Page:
Telework Works and Other Workforce Lessons Census Learned During the Pandemic

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The U.S. Census Bureau’s customer experience chief encouraged agencies to embrace small gains.

The COVID-19 pandemic that sent more than a million federal employees and contractors home to work remotely more than one year ago has revealed some truths about government operations, according to Michele Bartram, the Census Bureau’s customer experience officer.

“We proved that telework works, that you can be remote and still get the work done in the most extreme circumstances,” Bartram said Tuesday at Government Executive Media Group’s Future of Work event.

The coronavirus pandemic ramped up, Bartram said, as the Census Bureau was preparing to undertake its decennial Census, a constitutionally mandated undertaking that aims to count every person in America. The pandemic forced the agency into decentralized operations coordinated largely through online communications tools like Skype and disallowed field operators from knocking on doors. 

Other core tenants of the agency’s Census plan were also negated, including its initial marketing campaign to encourage the public to participate. The original marketing materials didn’t include anyone wearing face coverings or masks and were meant to be revealed at public gatherings, like sporting events. Those materials had to be redone. Yet after an initial adjustment period, Bartram said the bureau was able to secure a response rate of well over 99% of Americans for the 2020 Census, and that success has helped propel the agency toward a “more hoteling remote work situation.”

Bartram said modified customer experience efforts played a major role in both internal operations and the bureau’s execution of the 2020 Census. The bureau turned to experimental products, including “pulse” surveys, to gather, disseminate and push out varied economic and business information to stakeholders in weeks rather than months or years. The move proved “so effective” that the bureau extended the product at least another year, Bartram said.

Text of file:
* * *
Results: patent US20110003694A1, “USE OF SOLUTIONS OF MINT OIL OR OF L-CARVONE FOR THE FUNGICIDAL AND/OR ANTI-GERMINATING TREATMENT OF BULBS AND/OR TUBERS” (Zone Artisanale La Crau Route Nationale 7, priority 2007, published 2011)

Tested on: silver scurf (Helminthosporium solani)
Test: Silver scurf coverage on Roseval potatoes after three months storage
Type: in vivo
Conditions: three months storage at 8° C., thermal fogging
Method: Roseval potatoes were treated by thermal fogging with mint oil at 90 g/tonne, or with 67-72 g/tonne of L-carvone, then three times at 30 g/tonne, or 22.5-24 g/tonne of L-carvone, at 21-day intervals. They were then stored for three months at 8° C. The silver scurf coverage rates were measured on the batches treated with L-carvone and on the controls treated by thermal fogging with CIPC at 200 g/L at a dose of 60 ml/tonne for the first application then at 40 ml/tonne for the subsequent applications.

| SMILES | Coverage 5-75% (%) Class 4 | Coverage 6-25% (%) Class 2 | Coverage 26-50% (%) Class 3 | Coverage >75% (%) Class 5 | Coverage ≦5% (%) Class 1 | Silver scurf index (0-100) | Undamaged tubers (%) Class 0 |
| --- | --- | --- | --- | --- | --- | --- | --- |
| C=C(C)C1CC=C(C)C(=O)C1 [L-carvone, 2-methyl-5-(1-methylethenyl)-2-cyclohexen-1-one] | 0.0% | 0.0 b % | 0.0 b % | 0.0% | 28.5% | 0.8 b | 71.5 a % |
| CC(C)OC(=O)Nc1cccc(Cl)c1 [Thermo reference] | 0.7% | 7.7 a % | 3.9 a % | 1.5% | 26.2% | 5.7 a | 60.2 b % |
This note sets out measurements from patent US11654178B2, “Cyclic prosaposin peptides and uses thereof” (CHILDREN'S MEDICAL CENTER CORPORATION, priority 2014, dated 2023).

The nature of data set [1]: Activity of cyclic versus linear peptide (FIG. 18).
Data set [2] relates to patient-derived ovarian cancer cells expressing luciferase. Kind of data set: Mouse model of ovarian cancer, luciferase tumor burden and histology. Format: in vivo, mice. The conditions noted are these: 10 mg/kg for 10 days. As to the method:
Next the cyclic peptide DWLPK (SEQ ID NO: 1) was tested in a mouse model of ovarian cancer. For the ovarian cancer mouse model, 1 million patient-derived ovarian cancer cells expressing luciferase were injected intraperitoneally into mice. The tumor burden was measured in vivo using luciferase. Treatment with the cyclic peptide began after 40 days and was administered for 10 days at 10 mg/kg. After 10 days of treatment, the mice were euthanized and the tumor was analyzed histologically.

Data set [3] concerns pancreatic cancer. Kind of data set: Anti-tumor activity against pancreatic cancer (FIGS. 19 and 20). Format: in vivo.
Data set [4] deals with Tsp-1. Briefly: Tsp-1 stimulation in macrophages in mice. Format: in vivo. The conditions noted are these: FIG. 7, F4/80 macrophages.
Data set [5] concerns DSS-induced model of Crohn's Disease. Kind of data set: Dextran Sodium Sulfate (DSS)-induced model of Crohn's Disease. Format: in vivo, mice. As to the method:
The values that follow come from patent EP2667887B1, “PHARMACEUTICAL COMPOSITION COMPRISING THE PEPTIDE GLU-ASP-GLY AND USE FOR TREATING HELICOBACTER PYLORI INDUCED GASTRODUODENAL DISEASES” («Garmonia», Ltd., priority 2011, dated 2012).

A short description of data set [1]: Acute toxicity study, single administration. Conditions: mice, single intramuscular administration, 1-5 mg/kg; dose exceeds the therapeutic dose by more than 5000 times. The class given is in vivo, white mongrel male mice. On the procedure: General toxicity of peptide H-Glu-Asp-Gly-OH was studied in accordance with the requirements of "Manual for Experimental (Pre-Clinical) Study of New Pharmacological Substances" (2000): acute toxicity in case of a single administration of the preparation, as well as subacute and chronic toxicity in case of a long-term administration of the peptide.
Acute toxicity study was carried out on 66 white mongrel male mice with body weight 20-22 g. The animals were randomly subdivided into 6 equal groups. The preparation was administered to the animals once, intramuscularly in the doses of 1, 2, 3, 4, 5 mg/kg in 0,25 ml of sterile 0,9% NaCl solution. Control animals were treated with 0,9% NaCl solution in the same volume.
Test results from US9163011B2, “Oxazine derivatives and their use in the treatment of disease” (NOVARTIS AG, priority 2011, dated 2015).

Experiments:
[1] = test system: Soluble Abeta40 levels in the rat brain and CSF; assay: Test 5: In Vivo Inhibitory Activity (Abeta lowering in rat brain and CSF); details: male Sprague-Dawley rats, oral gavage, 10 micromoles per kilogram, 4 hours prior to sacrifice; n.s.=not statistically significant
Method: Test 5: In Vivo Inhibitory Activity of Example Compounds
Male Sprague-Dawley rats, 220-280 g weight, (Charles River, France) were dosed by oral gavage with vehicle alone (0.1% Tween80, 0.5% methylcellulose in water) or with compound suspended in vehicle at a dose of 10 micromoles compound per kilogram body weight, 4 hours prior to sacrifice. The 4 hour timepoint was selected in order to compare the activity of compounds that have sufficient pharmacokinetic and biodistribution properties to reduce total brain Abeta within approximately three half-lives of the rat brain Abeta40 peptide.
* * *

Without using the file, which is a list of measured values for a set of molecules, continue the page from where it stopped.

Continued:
The pandemic also promoted a sense of empathy—both for fellow Census Bureau employees working at home “with kids running through their frames,” Bartram said, and for the broader public.

“We started relating to our colleagues more, and it also opened us up to our customers, which is a really great thing,” Bartram said.

Bartram said the increased importance placed on customer experience by recent administrations “is a good sign” for a public that has long dealt with poor customer experience among federal agencies. She advised agencies with nascent customer experience efforts to “pick the right pilots” and added that alleviating seemingly small issues at large agencies can make big improvements for swaths of customers.

“The thing with federal agencies is that we’re so large that a small gain can make a huge difference,” Bartram said. “Find those pockets or places where you can find champions who are willing to go along with you and deliver something real.”

Bartram also recommended analytics around social media and internet search to better view how customers perceive an agency.

“It’s really diving in and saying, ‘What are they saying in search on sites?’ That tells you something,” Bartram said.

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